When you’ve found a group that looks interesting, click on the group and see what they’re reading, browse their bookshelves, and if it looks like a good fit, join! When you join, Goodreads will give you a few options about how you want to receive notifications about new group discussions. I go with “Digest,” but do whatever works for you.

Participating in the Group

Now that you’re in some groups, it’s time to join the discussion!  Start with the Introductions thread. Most groups organize content by Folders and then topics within the folders. The Introductions thread is often found in the General folder. Under introductions, let everyone know who you are and why this group interests you. Maybe even list some of your favorite authors that fit the theme.

Most groups have several ways you can participate. Of course, there are the group reads. Usually, there will be threads to nominate group reads, and some kind of voting process. This process varies from group to group, and you’ll figure it out. Don’t be afraid to ask questions! If the moderators are snarky about questions, this isn’t a good group and you should drop it. I love nominating books and trying to get some of my TBR books as group reads!

Even if you’re not interested in reading the group read, a lot of groups will have a buddy reads option, where members can read and discuss a book together that didn’t win. If you want to read a book that didn’t win, ask if other members would like to read it, and get a thread started! Typically, anyone can start threads. If you have some relevant content you want to discuss or share, or want to set up a buddy read, all you have to do is go to a folder and click “add new.” You might want to do a search in the group to make sure there isn’t already a thread for that topic.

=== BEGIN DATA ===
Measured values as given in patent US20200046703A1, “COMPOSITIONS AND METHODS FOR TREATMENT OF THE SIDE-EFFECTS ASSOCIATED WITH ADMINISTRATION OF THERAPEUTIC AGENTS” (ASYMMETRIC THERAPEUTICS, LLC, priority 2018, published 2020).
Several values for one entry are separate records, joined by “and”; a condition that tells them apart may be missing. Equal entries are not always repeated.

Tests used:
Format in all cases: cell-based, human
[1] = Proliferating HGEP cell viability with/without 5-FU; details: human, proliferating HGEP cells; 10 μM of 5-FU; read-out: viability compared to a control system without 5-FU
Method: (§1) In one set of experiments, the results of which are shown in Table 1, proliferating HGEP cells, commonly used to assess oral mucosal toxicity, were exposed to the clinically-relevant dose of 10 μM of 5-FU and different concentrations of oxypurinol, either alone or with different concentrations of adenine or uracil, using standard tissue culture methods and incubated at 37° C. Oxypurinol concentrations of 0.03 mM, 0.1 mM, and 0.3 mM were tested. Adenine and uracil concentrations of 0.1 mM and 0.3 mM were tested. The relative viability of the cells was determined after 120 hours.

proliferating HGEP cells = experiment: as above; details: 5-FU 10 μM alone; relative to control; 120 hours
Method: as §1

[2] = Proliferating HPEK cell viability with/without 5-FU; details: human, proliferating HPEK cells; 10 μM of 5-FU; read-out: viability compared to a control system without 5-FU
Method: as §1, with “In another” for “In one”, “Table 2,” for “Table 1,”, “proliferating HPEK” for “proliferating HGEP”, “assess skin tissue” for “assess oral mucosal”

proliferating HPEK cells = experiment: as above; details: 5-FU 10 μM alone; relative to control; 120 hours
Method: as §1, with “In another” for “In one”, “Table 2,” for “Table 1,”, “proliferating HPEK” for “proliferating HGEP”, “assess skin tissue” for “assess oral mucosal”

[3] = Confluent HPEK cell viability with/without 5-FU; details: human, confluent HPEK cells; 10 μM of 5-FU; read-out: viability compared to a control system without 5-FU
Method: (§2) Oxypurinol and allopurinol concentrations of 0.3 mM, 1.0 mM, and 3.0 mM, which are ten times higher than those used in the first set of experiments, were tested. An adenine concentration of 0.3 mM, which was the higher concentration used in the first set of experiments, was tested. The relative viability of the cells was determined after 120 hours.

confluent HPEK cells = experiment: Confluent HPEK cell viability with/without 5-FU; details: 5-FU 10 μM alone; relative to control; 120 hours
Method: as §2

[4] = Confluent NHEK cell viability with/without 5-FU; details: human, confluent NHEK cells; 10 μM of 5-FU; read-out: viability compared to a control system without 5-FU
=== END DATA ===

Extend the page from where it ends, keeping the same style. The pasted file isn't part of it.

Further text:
Sometimes, you’ll need to use some fancy HTML. Want to talk about something spoilery? Then you can mark it as a spoiler: <spoiler>enter spoiler here</spoiler>. When you write a post in a thread, Goodreads has a “(some html is ok)” button that you can click and it gives you more handy HTML codes. You’ll definitely be needing them.

A Guide to Goodreads Groups: Notification and Discussion Buttons

Keep up with new discussions by going to Community on your Homepage and looking under Discussions. You can also see notifications where the bell image is on the top menu, but it will only show you notifications for discussions you’ve already joined. You can see new threads by looking at the conversation box icon beside the bell (both in the upper right corner on the Homepage).

I do have some etiquette tips. Are you a writer? Fantastic! Me too. 🙂 But you don’t want to talk about your writing in every thread, even if it relates to the topic. Often, groups will have an author’s folder where you can promote your own work. Otherwise, discuss the book and topic at hand. Some groups are more author-centric, and if that’s the case, go for it. Otherwise, keep in mind these groups are for readers. You’re a member as a reader first.

Also, it’s okay to disagree! Don’t feel like you need to be amenable all the time. My favorite discussions are those where people have very different perspectives on a book. However, you also don’t need to tell people that they’re opinions are wrong. This is a book discussion, not a trial.

And drop groups if they’re not working for you, and find another! If members are too snarky, or you’re not enjoying the group reads, or no one participates, then move on. There’s a group out there for you.

I’ve discovered many of my favorite authors (an ever-increasing list) from participating in Goodreads groups. As a warning, it’s also made my TBR list explode.

What groups are you a member of? What are your favorite types of groups to join, and how do you most commonly participate?